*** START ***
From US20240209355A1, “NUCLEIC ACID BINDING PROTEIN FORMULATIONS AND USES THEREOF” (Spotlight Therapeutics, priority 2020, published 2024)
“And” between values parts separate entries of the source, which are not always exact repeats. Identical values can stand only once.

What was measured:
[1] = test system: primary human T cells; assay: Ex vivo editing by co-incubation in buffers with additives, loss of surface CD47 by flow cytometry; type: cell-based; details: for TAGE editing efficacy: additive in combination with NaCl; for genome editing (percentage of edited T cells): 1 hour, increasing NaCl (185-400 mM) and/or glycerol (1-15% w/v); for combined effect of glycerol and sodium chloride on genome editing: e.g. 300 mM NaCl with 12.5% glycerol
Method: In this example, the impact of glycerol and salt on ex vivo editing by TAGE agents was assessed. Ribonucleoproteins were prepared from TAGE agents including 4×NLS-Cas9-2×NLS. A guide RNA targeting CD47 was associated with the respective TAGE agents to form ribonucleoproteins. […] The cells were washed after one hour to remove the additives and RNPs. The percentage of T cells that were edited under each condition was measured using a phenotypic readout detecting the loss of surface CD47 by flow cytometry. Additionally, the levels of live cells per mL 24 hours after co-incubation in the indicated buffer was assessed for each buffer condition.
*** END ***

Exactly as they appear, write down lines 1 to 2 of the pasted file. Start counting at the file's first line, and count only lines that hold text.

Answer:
From US20240209355A1, “NUCLEIC ACID BINDING PROTEIN FORMULATIONS AND USES THEREOF” (Spotlight Therapeutics, priority 2020, published 2024)
“And” between values parts separate entries of the source, which are not always exact repeats. Identical values can stand only once.